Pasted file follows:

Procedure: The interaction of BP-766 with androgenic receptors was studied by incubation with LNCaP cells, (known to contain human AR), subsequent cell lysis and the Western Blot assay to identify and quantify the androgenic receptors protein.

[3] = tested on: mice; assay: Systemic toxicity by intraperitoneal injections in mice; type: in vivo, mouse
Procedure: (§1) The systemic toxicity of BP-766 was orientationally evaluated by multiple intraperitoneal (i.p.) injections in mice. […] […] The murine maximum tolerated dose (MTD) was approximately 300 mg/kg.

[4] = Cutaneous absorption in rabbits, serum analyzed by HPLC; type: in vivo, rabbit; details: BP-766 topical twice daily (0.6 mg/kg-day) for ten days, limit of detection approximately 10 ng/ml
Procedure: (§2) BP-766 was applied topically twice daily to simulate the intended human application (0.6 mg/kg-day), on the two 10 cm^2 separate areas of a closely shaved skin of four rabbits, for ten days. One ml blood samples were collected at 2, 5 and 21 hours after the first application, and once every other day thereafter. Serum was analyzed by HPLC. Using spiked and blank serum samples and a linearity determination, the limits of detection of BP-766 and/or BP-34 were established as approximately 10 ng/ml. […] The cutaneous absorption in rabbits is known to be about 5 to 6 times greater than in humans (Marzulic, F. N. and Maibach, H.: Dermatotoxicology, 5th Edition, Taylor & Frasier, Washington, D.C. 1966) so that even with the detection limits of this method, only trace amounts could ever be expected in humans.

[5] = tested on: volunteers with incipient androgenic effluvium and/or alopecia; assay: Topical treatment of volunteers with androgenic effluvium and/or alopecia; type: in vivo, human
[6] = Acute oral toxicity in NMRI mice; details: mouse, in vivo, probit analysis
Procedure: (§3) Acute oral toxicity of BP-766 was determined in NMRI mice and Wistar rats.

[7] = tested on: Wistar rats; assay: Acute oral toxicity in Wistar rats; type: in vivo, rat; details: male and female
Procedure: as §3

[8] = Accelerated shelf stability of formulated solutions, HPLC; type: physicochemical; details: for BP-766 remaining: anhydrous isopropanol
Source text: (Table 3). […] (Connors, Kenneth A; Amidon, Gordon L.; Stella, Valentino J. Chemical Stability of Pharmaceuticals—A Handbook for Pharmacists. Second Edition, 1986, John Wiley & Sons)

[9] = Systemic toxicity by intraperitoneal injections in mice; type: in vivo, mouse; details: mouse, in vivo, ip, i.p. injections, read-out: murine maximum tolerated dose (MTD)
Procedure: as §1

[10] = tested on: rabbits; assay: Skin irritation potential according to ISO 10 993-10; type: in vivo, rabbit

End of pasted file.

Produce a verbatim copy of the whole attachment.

Procedure: The interaction of BP-766 with androgenic receptors was studied by incubation with LNCaP cells, (known to contain human AR), subsequent cell lysis and the Western Blot assay to identify and quantify the androgenic receptors protein.

[3] = tested on: mice; assay: Systemic toxicity by intraperitoneal injections in mice; type: in vivo, mouse
Procedure: (§1) The systemic toxicity of BP-766 was orientationally evaluated by multiple intraperitoneal (i.p.) injections in mice. […] […] The murine maximum tolerated dose (MTD) was approximately 300 mg/kg.

[4] = Cutaneous absorption in rabbits, serum analyzed by HPLC; type: in vivo, rabbit; details: BP-766 topical twice daily (0.6 mg/kg-day) for ten days, limit of detection approximately 10 ng/ml
Procedure: (§2) BP-766 was applied topically twice daily to simulate the intended human application (0.6 mg/kg-day), on the two 10 cm^2 separate areas of a closely shaved skin of four rabbits, for ten days. One ml blood samples were collected at 2, 5 and 21 hours after the first application, and once every other day thereafter. Serum was analyzed by HPLC. Using spiked and blank serum samples and a linearity determination, the limits of detection of BP-766 and/or BP-34 were established as approximately 10 ng/ml. […] The cutaneous absorption in rabbits is known to be about 5 to 6 times greater than in humans (Marzulic, F. N. and Maibach, H.: Dermatotoxicology, 5th Edition, Taylor & Frasier, Washington, D.C. 1966) so that even with the detection limits of this method, only trace amounts could ever be expected in humans.

[5] = tested on: volunteers with incipient androgenic effluvium and/or alopecia; assay: Topical treatment of volunteers with androgenic effluvium and/or alopecia; type: in vivo, human
[6] = Acute oral toxicity in NMRI mice; details: mouse, in vivo, probit analysis
Procedure: (§3) Acute oral toxicity of BP-766 was determined in NMRI mice and Wistar rats.

[7] = tested on: Wistar rats; assay: Acute oral toxicity in Wistar rats; type: in vivo, rat; details: male and female
Procedure: as §3

[8] = Accelerated shelf stability of formulated solutions, HPLC; type: physicochemical; details: for BP-766 remaining: anhydrous isopropanol
Source text: (Table 3). […] (Connors, Kenneth A; Amidon, Gordon L.; Stella, Valentino J. Chemical Stability of Pharmaceuticals—A Handbook for Pharmacists. Second Edition, 1986, John Wiley & Sons)

[9] = Systemic toxicity by intraperitoneal injections in mice; type: in vivo, mouse; details: mouse, in vivo, ip, i.p. injections, read-out: murine maximum tolerated dose (MTD)
Procedure: as §1

[10] = tested on: rabbits; assay: Skin irritation potential according to ISO 10 993-10; type: in vivo, rabbit